Unveiled at the 2007 Tokyo Motor Show, the Honda CB1100 strikes a chord among those seeking a throwback to a simpler time. We’ll save you the suspense: Sorry folks, Honda has no serious intention of exporting this faithful repro of the “four paw” to your postcode any time soon, unless you’re one of the lucky souls living in Australia or New Zealand. “Japanese design rules are very close to those of these two countries,” explains Tetsuya Kudoh of Honda R&D. “Which isn’t the case with the U.S., whether you’re talking about sound levels or carbon monoxide emissions.”
The CB1100 hails from glorious ancestry beginning with the first CB92 of 1959 and spanning to the majestic CB750 Four of 1969 and beyond. Its aesthetics are timeless, thanks to purity of form. In terms of style and functionality, Honda paid attention to the details; this CB is packed with Honda DNA. Steel twin-cradle frame, dual rear shocks, retro taillight, double horn under the round headlight… Even if you decide to nitpick, it’s hard to find a spot where taste falls short.
Yet Honda’s latest technology, from PGM-FI injection to optional ABS or the HISS anti-theft system, was not sacrificed at the altar of retro chic. The centerpiece: an air-cooled, 16-valve, inline-Four beams you back down memory lane. It’s over-simplistic, but damn, it feels right!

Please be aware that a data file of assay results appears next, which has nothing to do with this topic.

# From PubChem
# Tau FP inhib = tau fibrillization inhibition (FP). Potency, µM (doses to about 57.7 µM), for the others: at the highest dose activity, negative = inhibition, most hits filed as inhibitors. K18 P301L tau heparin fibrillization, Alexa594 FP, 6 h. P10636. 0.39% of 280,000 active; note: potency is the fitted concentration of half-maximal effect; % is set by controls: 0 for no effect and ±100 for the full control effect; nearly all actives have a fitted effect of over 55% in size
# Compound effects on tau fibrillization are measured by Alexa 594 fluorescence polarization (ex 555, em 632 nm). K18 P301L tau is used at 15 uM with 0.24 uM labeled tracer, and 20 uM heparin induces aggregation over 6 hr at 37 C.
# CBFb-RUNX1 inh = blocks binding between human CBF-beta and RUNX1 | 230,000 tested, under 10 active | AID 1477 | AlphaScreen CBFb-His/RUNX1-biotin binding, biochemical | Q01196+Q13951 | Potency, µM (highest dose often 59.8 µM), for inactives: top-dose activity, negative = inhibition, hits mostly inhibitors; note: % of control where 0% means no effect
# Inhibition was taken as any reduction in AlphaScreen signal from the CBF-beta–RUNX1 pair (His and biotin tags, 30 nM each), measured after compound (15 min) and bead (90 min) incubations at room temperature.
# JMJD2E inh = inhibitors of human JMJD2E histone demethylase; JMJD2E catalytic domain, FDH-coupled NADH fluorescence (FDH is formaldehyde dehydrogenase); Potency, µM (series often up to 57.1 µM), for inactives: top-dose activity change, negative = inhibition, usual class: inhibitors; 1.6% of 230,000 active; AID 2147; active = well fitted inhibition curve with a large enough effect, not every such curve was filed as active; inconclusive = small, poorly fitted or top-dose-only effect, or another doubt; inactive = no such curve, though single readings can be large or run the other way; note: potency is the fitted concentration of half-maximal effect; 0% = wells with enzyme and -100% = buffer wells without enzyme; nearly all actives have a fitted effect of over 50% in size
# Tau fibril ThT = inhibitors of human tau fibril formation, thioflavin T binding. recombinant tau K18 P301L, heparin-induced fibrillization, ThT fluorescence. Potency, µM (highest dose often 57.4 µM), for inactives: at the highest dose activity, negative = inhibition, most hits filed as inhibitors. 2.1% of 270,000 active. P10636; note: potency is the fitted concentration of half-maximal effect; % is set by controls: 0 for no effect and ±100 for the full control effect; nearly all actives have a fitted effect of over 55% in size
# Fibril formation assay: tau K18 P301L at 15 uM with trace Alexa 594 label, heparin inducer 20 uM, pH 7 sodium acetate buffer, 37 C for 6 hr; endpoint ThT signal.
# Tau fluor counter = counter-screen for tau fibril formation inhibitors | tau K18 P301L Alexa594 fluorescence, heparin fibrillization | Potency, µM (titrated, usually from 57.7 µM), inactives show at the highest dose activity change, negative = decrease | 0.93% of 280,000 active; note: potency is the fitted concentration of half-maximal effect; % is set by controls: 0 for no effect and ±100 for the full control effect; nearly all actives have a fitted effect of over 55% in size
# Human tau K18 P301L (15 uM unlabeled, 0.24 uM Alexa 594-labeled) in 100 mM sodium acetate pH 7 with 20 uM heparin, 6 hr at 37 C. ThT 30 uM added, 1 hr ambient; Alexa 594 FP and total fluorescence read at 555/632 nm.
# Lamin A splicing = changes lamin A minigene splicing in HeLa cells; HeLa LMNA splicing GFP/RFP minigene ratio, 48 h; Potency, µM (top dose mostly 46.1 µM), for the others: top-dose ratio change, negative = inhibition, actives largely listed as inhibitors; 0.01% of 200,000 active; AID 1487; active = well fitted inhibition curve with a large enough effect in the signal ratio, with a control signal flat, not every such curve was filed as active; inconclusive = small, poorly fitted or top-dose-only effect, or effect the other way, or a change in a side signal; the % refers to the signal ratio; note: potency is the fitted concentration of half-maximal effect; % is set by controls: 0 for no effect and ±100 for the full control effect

One leg over and we’re snugly sitting on the comfortable, 30.1-inch saddle. You can find your way around the controls with your eyes closed, so familiar is the layout. Despite its 545-pound heft, the 1100 is easy to maneuver at low speeds, helped to some extent by the narrow—but aesthetically correct—18-inch Bridgestone rubber.
The engine jumps to life at the flick of your thumb, and the five-speed gearbox couldn’t be smoother. You hardly need a mile or two to succumb to the CB1100’s charms or feel the urge to give it a decent thrashing. It immediately puts out its best with a serving of very controllable torque (68 ft.-lb, claimed) that’s easy to tame. The CB1100’s thrills kick in from low in the rev range, but with substance to back it up as you climb the rpm scale. It’s nothing but pure joy. Good braking comes from twin 296mm discs clamped by four-piston calipers and a single-pot caliper out back. It’s far from being a sportbike, but the ride is impressive, and the bike can fulfill your daily needs as a commuter and also for those long Sunday rides.
How many more broken hearts will it take for this golden nugget to find its way out of Japan? Compliance and export are expensive and, while the CB1100 retails for one million yen in Japan, it would be likely to fetch more than $10,000 if it were ever brought stateside. Getting buyers to fork out that kind of money for a neo-retro, however, may be very difficult. The CB1100’s only hope for wider market distribution would require enough potential buyers to justify production. Sadly, we don’t see that happening anytime soon, but we’re keeping our fingers crossed.